Reskilling Existing Talent vs. Lateral Hiring: What’s the Ideal Path?
In an ever-evolving business landscape, the question of reskilling the existing workforce versus lateral hiring has become a focal point for organizations striving to flourish in the market.
Each approach presents its own set of advantages and considerations, but which one truly stands out as the better option? Let’s delve into this debate to uncover the most effective strategy.
From the Employee Lens: Embracing Growth and Mobility
From the perspective of employees, reskilling offers a compelling avenue for personal and professional growth. It equips them with new skills that not only facilitate upward mobility within the company but also open doors to diverse career paths in the industry.
The statistics speak for themselves – a staggering 94% of employees express a desire to work for organizations that prioritize their growth by expanding their skill sets and roles within the company.
This aspiration for growth is further substantiated by the fact that employees tend to remain 2.5 times longer in companies that actively promote internal mobility.
Reskilling, as observed through the employee lens, is an investment in their future. It’s one of the most critical things on an employee’s wishlist.
It empowers them to adapt to changing job requirements and technological advancements, ensuring their continued relevance and value in the workforce.
Reskilling also instills a sense of loyalty and commitment towards the organization, as employees recognize the effort invested in their development.
From The Employer Lens: Economics and Strategic Advantage
When viewed from the employer’s perspective, the debate between reskilling and lateral hiring takes on an economic dimension. The cost comparison between the two approaches can be particularly illuminating.
For instance, while the cost of reskilling a Data Analyst into a Data Scientist stands at $136,135, the cost of hiring an external Data Scientist amounts to $145,530 in the United States.
This cost difference might seem modest at first glance, but when aggregated across multiple hires, it becomes a significant financial consideration.
The true value of reskilling becomes evident when assessing the broader impact on the organization’s workforce. The ability to transition an employee from an entry-level role to a more complex one, such as from a Data Analyst to a Data Scientist, within just three months is a remarkable feat.
This transition not only encompasses technical skills but also integrates crucial soft skills and database proficiency. As a result, organizations gain a workforce that is not only versatile but also deeply aligned with the company’s culture and values.
Hire or Reskill: It Depends!
Deciding between reskilling and lateral hiring hinges on the context of the situation. Lateral hiring is a suitable strategy when immediate fulfillment of a business requirement is paramount or when specific domain expertise is needed.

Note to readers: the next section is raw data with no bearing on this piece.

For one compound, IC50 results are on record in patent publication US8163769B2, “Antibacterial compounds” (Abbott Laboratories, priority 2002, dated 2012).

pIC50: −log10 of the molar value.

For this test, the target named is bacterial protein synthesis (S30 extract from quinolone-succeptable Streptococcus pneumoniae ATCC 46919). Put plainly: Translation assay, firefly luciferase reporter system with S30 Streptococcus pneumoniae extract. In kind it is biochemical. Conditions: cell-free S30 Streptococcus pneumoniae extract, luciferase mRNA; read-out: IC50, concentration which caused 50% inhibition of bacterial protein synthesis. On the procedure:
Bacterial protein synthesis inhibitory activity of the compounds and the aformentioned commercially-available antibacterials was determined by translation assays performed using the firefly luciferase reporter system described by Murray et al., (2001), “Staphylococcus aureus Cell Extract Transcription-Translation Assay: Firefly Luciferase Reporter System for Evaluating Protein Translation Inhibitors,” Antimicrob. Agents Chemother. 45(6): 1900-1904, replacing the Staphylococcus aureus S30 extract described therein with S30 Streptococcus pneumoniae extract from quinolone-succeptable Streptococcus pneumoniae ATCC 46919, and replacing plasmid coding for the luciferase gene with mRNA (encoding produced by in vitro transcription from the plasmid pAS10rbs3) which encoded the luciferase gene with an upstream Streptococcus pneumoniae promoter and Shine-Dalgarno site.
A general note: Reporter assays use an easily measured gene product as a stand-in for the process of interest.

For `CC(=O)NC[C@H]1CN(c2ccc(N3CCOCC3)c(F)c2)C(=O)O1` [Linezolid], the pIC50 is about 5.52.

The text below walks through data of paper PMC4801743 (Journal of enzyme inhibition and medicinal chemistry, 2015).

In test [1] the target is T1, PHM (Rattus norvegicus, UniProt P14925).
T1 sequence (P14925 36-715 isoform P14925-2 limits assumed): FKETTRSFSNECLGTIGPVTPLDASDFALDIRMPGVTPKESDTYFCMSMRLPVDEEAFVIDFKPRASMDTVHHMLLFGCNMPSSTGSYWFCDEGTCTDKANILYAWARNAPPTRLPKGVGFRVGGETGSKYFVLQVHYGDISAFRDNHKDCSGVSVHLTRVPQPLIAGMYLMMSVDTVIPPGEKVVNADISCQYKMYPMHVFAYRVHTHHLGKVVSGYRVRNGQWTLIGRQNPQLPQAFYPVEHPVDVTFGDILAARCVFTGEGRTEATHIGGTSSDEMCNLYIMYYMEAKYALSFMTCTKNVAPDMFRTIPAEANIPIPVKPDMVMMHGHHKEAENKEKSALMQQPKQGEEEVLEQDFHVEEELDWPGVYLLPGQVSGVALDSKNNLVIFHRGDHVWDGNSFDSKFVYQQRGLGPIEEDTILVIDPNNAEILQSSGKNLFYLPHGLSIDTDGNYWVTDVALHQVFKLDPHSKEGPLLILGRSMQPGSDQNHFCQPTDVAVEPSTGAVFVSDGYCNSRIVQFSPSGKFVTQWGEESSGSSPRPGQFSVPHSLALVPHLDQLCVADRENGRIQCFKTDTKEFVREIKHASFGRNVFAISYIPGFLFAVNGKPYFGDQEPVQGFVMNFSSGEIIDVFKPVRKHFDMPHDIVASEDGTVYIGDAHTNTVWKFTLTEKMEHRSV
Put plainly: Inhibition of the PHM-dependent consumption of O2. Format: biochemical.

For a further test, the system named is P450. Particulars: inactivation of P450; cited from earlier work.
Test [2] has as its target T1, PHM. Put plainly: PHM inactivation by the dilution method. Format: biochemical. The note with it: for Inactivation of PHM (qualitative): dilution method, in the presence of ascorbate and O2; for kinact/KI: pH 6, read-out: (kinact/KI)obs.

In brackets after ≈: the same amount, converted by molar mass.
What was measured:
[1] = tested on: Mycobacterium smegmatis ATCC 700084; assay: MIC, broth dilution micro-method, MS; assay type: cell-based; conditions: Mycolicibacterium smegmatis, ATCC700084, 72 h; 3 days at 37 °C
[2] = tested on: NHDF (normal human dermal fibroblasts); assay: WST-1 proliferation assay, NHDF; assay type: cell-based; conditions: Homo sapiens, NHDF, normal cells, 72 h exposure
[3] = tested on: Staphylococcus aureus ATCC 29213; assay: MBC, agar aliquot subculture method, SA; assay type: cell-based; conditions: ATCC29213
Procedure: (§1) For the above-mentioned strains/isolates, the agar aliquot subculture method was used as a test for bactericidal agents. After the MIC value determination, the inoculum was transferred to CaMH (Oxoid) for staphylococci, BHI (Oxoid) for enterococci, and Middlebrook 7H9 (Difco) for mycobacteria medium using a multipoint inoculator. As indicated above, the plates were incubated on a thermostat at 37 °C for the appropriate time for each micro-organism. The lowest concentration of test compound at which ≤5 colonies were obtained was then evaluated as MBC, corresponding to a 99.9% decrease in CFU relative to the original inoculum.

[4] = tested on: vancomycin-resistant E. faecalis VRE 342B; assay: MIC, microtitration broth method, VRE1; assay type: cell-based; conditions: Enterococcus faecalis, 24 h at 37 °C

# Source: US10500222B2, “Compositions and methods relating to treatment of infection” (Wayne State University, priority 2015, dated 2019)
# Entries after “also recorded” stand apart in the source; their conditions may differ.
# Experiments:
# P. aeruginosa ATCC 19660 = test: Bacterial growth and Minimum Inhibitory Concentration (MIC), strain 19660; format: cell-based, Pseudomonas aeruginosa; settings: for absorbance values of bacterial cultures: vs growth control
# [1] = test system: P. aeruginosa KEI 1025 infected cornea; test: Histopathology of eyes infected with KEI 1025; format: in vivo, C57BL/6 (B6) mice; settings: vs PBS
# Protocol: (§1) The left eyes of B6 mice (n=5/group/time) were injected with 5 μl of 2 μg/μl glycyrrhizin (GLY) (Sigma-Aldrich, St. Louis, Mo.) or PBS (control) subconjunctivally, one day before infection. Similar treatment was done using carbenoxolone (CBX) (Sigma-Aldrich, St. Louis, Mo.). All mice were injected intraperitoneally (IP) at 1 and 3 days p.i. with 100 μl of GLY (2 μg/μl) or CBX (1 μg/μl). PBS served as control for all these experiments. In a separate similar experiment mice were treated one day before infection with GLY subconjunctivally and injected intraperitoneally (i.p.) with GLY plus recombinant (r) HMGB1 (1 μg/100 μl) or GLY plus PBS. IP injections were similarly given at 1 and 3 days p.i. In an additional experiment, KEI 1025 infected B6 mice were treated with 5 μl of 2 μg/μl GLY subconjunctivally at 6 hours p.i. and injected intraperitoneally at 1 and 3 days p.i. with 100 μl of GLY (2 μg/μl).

On the other hand, reskilling shines in scenarios where long-term employee retention and increased productivity are top priorities. Organizations operating within budget constraints find reskilling to be a cost-effective means of upskilling their workforce.
When the stakes are high and risks need to be minimized, reskilling provides a safer path for organizations to acquire the required skills while retaining institutional knowledge and familiarity.
Recommendations and HR Preference
In light of the cost analysis, reskilling emerges as a wise option, saving organizations around $9,395 per program compared to lateral hiring.
This financial edge, coupled with the benefits of employee loyalty and alignment, underscores the strategic value of reskilling in a dynamic business landscape.
For HR professionals, tailoring reskilling efforts to address identified skill gaps stands out as a preferred strategy. Over 42% of HR professionals favor customized reskilling to address specific skill gaps in the workforce.
Offering compensation for completing requisite courses or certifications serves as a powerful incentive for employees to actively engage in their development.
Moreover, experiential learning through rotations, short-term projects, and internal gigs enriches employees’ skill portfolios and broadens their perspectives. 39% of HR professionals are inclined towards promoting experiential learning through rotations, short-term projects, and internal gigs.
The Final Decision
In conclusion, the choice between reskilling and lateral hiring isn’t a binary one; it’s a strategic decision that hinges on a thorough understanding of the organization’s objectives, resources, and the evolving needs of the workforce.
While 1/3rd of HR prefers lateral hiring to serve immediate demands, reskilling is an investment in employees’ growth, retention, and alignment with the organization’s vision.
In this ongoing debate, reskilling emerges not only as a better option but as a transformative strategy for organizations aiming to secure a competitive advantage in today’s business landscape.